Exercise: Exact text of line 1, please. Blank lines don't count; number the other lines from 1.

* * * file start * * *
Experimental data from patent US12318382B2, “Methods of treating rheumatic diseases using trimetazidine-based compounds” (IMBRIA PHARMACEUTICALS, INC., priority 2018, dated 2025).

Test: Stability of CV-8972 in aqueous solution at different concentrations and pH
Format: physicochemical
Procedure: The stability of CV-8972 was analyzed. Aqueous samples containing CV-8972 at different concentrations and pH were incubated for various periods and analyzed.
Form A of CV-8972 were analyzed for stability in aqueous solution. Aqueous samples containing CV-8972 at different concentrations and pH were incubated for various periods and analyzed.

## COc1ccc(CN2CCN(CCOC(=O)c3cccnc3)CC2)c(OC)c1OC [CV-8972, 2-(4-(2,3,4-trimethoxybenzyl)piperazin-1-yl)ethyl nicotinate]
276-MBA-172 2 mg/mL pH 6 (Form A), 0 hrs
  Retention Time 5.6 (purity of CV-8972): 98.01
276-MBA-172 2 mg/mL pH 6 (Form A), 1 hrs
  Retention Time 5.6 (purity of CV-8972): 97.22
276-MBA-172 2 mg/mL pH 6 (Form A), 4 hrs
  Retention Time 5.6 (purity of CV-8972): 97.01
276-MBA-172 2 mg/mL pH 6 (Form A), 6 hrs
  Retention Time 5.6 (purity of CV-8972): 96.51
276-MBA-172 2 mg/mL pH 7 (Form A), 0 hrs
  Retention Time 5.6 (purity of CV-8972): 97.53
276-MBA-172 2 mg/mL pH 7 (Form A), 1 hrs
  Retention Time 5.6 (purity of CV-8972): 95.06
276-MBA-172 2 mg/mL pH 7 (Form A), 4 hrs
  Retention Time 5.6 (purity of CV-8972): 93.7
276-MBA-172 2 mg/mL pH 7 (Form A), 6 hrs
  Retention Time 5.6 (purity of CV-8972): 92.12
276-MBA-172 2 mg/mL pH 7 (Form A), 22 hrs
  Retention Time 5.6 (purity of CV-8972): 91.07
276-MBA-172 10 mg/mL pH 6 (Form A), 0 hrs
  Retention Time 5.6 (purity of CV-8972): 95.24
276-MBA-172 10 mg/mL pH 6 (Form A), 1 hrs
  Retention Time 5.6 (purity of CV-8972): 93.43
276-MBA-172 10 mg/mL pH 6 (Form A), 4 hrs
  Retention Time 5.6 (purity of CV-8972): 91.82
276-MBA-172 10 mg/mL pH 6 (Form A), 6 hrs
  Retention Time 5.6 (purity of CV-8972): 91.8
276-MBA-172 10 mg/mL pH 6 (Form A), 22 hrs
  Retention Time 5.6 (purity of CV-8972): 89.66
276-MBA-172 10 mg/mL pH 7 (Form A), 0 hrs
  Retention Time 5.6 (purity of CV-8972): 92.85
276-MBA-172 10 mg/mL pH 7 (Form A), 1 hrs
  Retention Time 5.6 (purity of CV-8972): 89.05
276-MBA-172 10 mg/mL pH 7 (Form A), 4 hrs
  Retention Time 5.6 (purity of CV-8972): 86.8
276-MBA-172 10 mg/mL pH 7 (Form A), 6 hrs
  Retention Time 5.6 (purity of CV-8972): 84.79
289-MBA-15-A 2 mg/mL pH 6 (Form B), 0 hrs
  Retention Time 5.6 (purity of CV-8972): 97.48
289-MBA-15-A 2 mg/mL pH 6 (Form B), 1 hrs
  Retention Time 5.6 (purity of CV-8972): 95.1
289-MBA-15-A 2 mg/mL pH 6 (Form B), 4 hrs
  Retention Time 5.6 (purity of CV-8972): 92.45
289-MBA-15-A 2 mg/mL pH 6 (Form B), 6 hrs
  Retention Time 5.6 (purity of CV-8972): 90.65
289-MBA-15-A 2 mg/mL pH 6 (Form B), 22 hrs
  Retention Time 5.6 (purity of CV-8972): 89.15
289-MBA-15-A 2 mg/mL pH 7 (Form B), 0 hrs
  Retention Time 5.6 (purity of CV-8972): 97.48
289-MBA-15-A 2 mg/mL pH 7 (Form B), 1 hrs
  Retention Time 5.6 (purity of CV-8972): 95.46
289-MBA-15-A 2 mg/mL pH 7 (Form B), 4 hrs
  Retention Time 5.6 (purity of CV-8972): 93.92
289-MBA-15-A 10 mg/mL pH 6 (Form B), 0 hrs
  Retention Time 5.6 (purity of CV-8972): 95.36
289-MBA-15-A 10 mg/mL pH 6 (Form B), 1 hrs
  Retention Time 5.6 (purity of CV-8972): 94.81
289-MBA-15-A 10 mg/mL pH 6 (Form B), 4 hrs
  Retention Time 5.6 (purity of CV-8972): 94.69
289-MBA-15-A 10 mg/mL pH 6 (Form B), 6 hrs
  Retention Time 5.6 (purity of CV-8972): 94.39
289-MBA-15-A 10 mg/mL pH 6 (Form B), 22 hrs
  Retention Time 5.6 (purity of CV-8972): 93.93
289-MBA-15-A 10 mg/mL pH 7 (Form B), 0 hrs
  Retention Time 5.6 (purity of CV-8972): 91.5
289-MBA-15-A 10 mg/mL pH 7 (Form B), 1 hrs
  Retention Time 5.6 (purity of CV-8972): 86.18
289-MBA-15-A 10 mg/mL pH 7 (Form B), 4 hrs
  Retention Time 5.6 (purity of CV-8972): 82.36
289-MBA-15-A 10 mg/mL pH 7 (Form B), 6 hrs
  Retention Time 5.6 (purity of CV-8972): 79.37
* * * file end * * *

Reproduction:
Experimental data from patent US12318382B2, “Methods of treating rheumatic diseases using trimetazidine-based compounds” (IMBRIA PHARMACEUTICALS, INC., priority 2018, dated 2025).